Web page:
During the 1980s and early 1990s, IBM was thrown into turmoil by back-to-back revolutions. The PC revolution placed computers directly in the hands of millions of people. And then, the client/server revolution sought to link all of those PCs (the "clients") with larger computers that labored in the background (the "servers" that served data and applications to client machines).
Both revolutions transformed the way customers viewed, used and bought technology. And both fundamentally rocked IBM. Businesses' purchasing decisions were put in the hands of individuals and departments - not the places where IBM had long-standing customer relationships. Piece-part technologies took precedence over integrated solutions. The focus was on the desktop and personal productivity, not on business applications across the enterprise. By 1993, the company's annual net losses reached a record $8 billion. Cost management and streamlining became a chief concern. And IBM considered splitting its divisions into separate independent businesses.
Louis V. Gerstner, Jr. arrived as IBM's chairman and CEO on April 1, 1993. For the first time in the company's history IBM had found a leader from outside its ranks. Gerstner had been chairman and CEO of RJR Nabisco for four years, and had previously spent 11 years as a top executive at American Express.
Gerstner brought with him a customer-oriented sensibility and the strategic-thinking expertise that he had honed through years as a management consultant at McKinsey & Co. Soon after he arrived, he had to take dramatic action to stabilize the company. These steps included rebuilding IBM's product line, continuing to shrink the workforce and making significant cost reductions. Despite mounting pressure to split IBM into separate, independent companies, Gerstner decided to keep the company together. He recognized that one of IBM's enduring strengths was its ability to provide integrated solutions for customers - someone to represent more than piece parts or components. Splitting the company would have destroyed a unique IBM advantage.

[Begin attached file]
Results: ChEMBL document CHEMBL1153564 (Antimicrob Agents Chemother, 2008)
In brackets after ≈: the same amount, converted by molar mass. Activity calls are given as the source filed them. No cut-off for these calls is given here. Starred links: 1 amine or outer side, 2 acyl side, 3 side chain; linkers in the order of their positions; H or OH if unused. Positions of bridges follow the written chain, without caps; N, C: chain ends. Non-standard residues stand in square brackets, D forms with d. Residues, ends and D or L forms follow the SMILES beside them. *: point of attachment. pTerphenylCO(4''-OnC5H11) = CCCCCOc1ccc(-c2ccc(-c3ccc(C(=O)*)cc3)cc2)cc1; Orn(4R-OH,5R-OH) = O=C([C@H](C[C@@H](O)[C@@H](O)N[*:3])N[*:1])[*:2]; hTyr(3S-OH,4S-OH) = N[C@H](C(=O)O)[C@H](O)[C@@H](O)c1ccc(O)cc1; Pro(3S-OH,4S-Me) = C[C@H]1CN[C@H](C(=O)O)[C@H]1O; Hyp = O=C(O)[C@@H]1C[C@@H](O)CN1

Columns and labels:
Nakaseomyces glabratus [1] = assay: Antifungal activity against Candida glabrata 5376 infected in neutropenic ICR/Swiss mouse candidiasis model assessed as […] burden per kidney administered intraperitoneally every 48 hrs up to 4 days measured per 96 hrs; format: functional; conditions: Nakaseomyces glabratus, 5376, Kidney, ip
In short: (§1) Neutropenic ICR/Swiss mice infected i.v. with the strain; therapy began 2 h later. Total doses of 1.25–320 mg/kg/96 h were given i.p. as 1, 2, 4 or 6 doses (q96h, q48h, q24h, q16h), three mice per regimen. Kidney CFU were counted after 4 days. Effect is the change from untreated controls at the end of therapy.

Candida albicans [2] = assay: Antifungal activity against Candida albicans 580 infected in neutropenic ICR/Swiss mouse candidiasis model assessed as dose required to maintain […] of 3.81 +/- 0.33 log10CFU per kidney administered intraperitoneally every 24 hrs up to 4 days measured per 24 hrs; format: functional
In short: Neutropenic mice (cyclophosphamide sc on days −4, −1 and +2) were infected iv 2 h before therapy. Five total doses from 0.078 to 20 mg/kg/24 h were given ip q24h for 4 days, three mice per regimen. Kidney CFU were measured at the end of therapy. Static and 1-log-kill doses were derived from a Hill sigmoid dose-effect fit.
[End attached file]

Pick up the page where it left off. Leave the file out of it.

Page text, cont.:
With the rise of the Internet and network computing the company experienced another dramatic shift in the industry. But this time IBM was better prepared. All the hard work IBM had done to catch up in the client/server field served the company well in the network computing era. Once again, customers were focused on integrated business solutions - a key IBM strength that combined the company's expertise in solutions, services, products and technologies. In the fall of 1995, delivering the keynote address at the COMDEX computer industry trade show in Las Vegas, Gerstner articulated IBM's new vision - that network computing would drive the next phase of industry growth and would be the company's overarching strategy. That year, IBM acquired Lotus Development Corp., and the next year acquired Tivoli Systems Inc. Services became the fastest growing segment of the company, with growth at more than 20 percent per year.
In May 1997, IBM dramatically demonstrated computing's potential with Deep Blue, a 32-node IBM RS/6000 SP computer programmed to play chess on a world class level. In a six-game match in New York, Deep Blue defeated World Chess Champion Garry Kasparov. It was the first time a computer had beaten a top-ranked chess player in tournament play, and it ignited a public debate on how close computers could come to approximating human intelligence. The scientists behind Deep Blue, however, preferred to stress more practical concerns. Deep Blue's calculating power - it could assess 200 million chess moves per second - had a wide range of applications in fields calling for the systematic exploration of a vast number of variables, among them forecasting weather, modeling financial data and developing new drug therapies.
As the decade drew to a close, IBM stood on the threshold of the new century having reestablished itself as a leading information technology innovator. Its leadership helped create the e-business revolution. And it had successfully transformed itself, achieving an impressive business turnaround. As the new century opened, IBM moved confidently into a future it helped create, one that is linked to the ubiquitous and surging presence of the global networks that are connecting every computer, and soon perhaps, every electronic device in the world.